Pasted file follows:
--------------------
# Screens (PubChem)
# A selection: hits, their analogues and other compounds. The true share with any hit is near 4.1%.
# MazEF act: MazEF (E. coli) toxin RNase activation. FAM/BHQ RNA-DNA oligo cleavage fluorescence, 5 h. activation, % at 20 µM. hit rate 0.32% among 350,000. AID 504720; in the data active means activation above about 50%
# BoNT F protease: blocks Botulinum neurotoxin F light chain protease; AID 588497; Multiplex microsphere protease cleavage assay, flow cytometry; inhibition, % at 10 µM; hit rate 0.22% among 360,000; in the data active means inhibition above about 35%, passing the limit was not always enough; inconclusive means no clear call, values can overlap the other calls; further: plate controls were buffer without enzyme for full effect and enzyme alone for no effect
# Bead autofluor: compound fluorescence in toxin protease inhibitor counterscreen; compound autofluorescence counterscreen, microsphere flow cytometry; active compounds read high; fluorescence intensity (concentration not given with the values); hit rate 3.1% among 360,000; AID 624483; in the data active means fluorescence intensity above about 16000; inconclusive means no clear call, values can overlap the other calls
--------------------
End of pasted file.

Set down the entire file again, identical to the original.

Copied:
# Screens (PubChem)
# A selection: hits, their analogues and other compounds. The true share with any hit is near 4.1%.
# MazEF act: MazEF (E. coli) toxin RNase activation. FAM/BHQ RNA-DNA oligo cleavage fluorescence, 5 h. activation, % at 20 µM. hit rate 0.32% among 350,000. AID 504720; in the data active means activation above about 50%
# BoNT F protease: blocks Botulinum neurotoxin F light chain protease; AID 588497; Multiplex microsphere protease cleavage assay, flow cytometry; inhibition, % at 10 µM; hit rate 0.22% among 360,000; in the data active means inhibition above about 35%, passing the limit was not always enough; inconclusive means no clear call, values can overlap the other calls; further: plate controls were buffer without enzyme for full effect and enzyme alone for no effect
# Bead autofluor: compound fluorescence in toxin protease inhibitor counterscreen; compound autofluorescence counterscreen, microsphere flow cytometry; active compounds read high; fluorescence intensity (concentration not given with the values); hit rate 3.1% among 360,000; AID 624483; in the data active means fluorescence intensity above about 16000; inconclusive means no clear call, values can overlap the other calls